STOCKHOLM (Reuters) - Sweden will cut taxes on stock options payments for employees in small start-ups in a bid to boost investment and jobs, the government said on Monday.
The new rules, due to come in from Jan. 2018, follow criticism from music streaming company Spotify and other firms, that Sweden’s high taxes make it hard for start-ups to attract competent staff.
The centre-left coalition said that, as long as the European Commission approves the changes, stock options would be taxed as capital gains when cashed in, rather than as straight income.
Capital gains are taxed at 30 percent in Sweden against income tax that can be as high as 60 percent.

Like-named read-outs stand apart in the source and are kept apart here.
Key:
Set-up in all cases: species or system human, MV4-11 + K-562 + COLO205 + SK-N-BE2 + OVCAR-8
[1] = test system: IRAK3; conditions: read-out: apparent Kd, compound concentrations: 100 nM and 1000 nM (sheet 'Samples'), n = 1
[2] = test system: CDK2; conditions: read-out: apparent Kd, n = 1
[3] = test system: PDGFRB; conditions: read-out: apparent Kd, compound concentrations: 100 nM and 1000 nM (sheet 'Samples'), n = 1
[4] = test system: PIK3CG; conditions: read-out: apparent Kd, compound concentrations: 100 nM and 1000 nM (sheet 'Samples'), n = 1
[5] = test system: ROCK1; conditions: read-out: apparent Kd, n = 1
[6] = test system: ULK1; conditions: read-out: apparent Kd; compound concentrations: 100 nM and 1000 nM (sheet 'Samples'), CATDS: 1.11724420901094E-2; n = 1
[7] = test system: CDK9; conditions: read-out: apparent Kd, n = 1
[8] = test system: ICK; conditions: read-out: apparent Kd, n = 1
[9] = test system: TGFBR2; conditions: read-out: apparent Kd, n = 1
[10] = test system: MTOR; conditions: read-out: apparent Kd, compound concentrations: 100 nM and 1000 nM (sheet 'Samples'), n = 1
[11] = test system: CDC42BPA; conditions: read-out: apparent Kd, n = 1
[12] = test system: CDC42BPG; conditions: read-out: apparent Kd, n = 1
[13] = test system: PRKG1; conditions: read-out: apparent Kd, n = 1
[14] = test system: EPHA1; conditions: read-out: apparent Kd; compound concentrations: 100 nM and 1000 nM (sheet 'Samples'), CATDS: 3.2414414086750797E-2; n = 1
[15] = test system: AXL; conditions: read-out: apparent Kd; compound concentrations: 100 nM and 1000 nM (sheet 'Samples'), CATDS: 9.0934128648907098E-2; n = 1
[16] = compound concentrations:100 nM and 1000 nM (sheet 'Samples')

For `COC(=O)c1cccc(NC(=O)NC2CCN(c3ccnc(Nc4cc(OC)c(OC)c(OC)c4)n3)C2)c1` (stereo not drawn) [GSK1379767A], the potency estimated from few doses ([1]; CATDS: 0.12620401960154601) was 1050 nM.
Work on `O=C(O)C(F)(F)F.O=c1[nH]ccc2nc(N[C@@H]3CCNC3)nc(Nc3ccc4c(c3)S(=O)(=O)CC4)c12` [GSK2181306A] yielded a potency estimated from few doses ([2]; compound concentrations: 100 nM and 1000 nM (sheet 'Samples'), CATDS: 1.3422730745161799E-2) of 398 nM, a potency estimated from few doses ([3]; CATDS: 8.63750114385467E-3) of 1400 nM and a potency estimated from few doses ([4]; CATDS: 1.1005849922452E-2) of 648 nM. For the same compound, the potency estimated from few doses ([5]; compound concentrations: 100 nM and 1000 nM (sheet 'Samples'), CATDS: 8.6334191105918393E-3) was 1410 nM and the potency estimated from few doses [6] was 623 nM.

The tax break will be available for companies with up to 50 employees, sales of up to 80 million crowns ($8.5 million) and be available for up to 10 years, Finance Minister Magdalena Andersson, Markets Minster Per Bolund and Enterprise Minister Mikael Damberg said in a signed article in business daily Dagens Industri.
In April last year, Spotify said it would focus recruitment outside its home base in Sweden due to worries about getting the right staff.
In an open letter to the government, Spotify founders Daniel Ek and Martin Lorentzon said expansion in Sweden was hampered by a lack of available housing and computer programmers and by high taxes on stock options.
With more than 40 million subscribers and revenues in 2015 of 1.9 billion euros, Spotify would be too large to benefit from the changes.
($1 = 9.3369 Swedish crowns)
Reporting by Simon Johnson